The UFC returned to your television screen with a bang Saturday night. After two weeks off, the UFC Fight Night: Bader vs. Saint Preux main card delivered five finishes in six fights and a boatload of excitement.
There was early talk that the most interesting fights of the night were slated to be on the prelims. That didn’t end up being true. The main card was one of the best of the year with all of the bonuses coming from those six fights.
The pivotal main event between Ryan Bader and Ovince Saint Preux could have decided the next legitimate title contender in the light heavyweight division, but it also might have been the least exciting.
Here we are again
Ryan Bader is about to get yet another chance at a top 205-pound contender.
Ryan Bader has had at least three chances to earn UFC light heavyweight title shots — losses to Jon Jones, Lyoto Machida and Glover Teixeira. There’s a good chance he’ll get at least one more after his main event victory over Saint Preux. Bader could end up facing someone like Anthony Johnson or Alexander Gustafsson next. And a win over one of them would put him right in line.
Is he ready? That’s another question. There’s little doubt that the 31-year-old Bader is much better than the 27-year-old prospect that lost to Jones four years ago. Bader did what he had to in order to beat Saint Preux in Bangor. He wasn’t necessarily dominant and it didn’t look good at times, but he was clearly the better fighter. His technique and strategy have come a long way. Bader will only be meeting better athletes than himself from here on out, though. And that could present a problem.
The Maine event
Tim Boetsch leveled Brad Tavares in the second round.
Do not adjust your set. That was not a replay. Tim Boetsch’s knockout of Brad Tavares only appeared to be exactly the same as his comeback over Yushin Okami two years ago. Just like in the Okami fight, Boetsch was down on the scorecards and essentially getting dominated. This time, though, the Boetsch walk-off KO came in the second round and not the third.
The coolest part of the whole thing is that Boetsch did it fighting for the first time in his home state. "The Barbarian" grew up in Lincolnville, Maine, just about an hour drive south of the Cross Insurance Center in Bangor where Saturday’s fights were held. The crowd gave Boetsch a huge pop when he landed a crushing left hook followed by a right that put Tavares to sleep. It was a memorable moment, one that could end up being one of the highlights of Boetsch’s solid career.
Time to call it quits?
Gray Maynard has taken far too many of these.
After two straight knockouts, Gray Maynard admitted to thinking about retirement. Instead, he decided to leave his home in Northern California to do his training camp at Power MMA in Arizona with Ryan Bader, C.B. Dollaway and others. It’s not like being there didn’t help. Maynard’s boxing did look sharper. But his chin was just as susceptible Saturday night.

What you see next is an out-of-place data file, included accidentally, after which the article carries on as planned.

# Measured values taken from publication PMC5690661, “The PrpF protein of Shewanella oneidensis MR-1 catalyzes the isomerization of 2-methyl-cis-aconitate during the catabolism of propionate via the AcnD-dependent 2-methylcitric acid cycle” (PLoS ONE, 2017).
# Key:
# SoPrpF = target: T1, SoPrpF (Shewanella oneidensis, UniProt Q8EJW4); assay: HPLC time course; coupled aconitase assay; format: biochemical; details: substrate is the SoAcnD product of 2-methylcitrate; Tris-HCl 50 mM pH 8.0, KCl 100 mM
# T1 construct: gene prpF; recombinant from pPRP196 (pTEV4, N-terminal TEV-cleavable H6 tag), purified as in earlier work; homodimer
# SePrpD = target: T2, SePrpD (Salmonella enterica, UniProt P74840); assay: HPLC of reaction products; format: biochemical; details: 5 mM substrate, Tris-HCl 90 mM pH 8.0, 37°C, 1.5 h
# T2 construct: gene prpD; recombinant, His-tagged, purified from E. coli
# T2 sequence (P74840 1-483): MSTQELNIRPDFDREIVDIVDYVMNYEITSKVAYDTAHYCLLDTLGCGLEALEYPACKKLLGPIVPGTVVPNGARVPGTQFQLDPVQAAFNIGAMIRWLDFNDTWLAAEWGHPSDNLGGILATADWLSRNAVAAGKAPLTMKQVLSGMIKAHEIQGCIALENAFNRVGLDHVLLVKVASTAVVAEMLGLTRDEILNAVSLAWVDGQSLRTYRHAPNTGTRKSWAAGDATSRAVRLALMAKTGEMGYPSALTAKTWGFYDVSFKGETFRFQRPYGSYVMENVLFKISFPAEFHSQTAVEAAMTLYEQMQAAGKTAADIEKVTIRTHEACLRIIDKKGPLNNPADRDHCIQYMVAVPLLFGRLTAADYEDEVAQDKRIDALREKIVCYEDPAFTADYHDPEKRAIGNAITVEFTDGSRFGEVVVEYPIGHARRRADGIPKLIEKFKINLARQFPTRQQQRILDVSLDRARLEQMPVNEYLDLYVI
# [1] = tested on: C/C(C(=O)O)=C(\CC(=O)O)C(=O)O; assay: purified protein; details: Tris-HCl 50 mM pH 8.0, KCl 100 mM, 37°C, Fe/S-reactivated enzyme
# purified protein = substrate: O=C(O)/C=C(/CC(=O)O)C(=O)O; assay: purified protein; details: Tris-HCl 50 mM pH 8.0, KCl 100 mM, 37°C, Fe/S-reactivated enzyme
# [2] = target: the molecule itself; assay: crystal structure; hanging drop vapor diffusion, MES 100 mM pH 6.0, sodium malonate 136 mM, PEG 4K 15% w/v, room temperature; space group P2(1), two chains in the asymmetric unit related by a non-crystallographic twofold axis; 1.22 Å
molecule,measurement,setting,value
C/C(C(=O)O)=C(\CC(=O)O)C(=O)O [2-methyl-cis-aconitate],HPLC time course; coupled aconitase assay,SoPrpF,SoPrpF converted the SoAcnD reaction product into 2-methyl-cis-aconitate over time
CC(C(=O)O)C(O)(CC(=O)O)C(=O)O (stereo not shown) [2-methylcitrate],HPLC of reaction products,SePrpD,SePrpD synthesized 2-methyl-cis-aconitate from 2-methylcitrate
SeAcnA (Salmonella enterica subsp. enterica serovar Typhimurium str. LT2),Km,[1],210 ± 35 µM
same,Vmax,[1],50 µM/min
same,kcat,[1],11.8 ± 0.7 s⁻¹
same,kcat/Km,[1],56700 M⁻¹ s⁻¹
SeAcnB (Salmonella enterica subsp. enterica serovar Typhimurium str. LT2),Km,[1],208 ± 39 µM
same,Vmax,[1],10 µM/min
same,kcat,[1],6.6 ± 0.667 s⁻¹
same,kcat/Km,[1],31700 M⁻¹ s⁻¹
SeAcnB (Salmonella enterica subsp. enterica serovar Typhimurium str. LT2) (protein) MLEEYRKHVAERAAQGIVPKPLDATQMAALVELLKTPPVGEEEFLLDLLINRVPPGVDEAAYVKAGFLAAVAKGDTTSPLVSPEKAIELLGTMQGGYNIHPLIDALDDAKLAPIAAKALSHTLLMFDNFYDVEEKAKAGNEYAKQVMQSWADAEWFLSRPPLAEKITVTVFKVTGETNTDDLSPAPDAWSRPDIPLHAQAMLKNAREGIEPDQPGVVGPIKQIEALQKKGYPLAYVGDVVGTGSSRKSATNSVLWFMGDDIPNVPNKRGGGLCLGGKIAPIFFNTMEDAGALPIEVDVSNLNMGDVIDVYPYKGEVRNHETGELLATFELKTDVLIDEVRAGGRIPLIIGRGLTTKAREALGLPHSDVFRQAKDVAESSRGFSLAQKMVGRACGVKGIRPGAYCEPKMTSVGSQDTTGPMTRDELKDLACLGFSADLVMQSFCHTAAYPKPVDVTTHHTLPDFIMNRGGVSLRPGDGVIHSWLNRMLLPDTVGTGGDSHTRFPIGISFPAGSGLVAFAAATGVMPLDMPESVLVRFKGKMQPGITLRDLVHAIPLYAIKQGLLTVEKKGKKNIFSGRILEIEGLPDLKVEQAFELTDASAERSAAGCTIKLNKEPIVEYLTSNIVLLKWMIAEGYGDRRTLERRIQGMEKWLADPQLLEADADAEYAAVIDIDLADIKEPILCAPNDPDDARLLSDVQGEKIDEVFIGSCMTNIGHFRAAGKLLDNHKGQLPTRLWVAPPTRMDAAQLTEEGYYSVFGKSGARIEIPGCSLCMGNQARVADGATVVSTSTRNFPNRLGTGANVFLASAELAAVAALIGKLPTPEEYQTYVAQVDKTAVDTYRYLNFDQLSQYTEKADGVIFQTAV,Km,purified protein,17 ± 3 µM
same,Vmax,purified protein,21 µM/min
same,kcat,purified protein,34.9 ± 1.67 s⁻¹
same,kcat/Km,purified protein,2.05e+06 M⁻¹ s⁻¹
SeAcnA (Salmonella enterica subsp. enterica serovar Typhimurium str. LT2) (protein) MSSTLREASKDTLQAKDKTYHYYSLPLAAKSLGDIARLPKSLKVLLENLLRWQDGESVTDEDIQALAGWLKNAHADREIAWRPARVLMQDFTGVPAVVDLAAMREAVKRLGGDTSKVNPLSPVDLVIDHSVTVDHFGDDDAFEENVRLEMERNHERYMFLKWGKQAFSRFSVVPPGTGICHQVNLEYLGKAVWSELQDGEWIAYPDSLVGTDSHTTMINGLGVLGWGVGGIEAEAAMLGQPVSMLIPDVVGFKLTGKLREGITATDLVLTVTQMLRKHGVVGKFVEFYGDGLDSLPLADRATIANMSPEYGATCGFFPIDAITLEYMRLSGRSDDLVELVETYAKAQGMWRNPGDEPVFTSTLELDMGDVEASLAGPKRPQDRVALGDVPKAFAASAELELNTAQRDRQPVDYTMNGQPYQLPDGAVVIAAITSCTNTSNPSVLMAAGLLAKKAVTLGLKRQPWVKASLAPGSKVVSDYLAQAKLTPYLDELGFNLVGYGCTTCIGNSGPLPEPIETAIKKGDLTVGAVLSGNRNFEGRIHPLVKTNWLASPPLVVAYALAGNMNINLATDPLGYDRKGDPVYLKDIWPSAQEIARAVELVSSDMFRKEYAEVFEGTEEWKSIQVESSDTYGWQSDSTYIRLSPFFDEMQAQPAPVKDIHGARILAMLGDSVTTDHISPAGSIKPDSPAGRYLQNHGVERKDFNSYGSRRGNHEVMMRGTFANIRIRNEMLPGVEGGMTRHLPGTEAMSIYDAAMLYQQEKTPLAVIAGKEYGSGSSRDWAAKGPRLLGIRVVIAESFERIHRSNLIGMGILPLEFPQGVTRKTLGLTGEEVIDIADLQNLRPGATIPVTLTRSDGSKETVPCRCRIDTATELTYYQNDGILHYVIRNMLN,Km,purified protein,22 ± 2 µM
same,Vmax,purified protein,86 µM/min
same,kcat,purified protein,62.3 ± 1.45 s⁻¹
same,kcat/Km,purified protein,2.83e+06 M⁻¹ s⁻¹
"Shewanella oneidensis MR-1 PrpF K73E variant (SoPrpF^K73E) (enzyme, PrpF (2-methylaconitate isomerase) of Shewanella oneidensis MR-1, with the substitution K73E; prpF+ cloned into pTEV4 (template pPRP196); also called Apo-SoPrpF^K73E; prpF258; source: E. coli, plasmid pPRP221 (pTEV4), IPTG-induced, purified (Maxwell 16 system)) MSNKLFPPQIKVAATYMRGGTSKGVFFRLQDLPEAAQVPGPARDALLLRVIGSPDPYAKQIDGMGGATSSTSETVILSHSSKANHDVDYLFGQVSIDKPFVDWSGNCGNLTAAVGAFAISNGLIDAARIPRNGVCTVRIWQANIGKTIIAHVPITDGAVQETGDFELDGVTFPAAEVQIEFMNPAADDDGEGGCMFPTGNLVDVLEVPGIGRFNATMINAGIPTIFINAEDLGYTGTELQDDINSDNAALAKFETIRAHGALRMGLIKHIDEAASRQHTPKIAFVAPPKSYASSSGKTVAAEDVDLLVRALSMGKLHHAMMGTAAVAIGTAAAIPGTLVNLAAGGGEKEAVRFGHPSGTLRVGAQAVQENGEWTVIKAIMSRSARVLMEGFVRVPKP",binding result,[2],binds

Ross Pearson landed a short right hand that rocked Maynard in the second round and Pearson pounced in to do even more damage. Before long, the fight was stopped and now Maynard is staring at three knockout losses in a row. A few years ago, when he was battling Frankie Edgar in those epic title fights, Maynard was one of the best and most durable lightweights in the world. "The Bully" still has skills, but they are mitigated by a propensity for getting knocked out. It may now be time for Maynard to retire.
Not just a pretty face
To think Alan Jouban almost got knocked out himself moments earlier.
All the buzz about Alan Jouban coming into his UFC debut was regarding his other job as a male model. There was nothing pretty about his win over Seth Baczynski on Saturday night, but it was damn entertaining. Baczynski dropped Jouban with a hard right hand in the first round and it looked like Jouban would have an early night. He did, except he was the one coming away with the victory.
The Los Angeles resident rallied to crush Baczynski with a hard left, knocking him out cold just a few minutes after he was nearly done. The two men ended up winning $50,000 Fight of the Night bonuses. Jouban, who trains striking at Black House with the likes of Anderson Silva and grappling at Eddie Bravo’s 10th Planet Jiu-Jitsu, is someone to keep an eye on — and not just because of his model looks.
Fair or foul?
Sara McMann (right) did most of her damage on the ground against Lauren Murphy.
Lauren Murphy outstruck Sara McMann, 193-64, according to FightMetric and still ended up losing the fight via split decision. How does that work? Well, Murphy spent the majority of the bout on her back with McMann in dominant position. FightMetric says that McMann had control for 10:41 compared to Murphy’s 14 seconds. That makes a huge difference in MMA fights — strikes off your back are never going to be counted as much as strikes from the top.
McMann is calling for a rematch against UFC women’s bantamweight champion Ronda Rousey, who beat McMann back in February. In that fight, Rousey caught McMann with a knee to the liver in the first round. Many people thought the stoppage was too quick — and they might have a point. McMann, ranked No. 4 among 135-pound contenders, likely didn’t do enough against Murphy to warrant another title shot yet. She’ll probably have to win one or two more to get back to Rousey.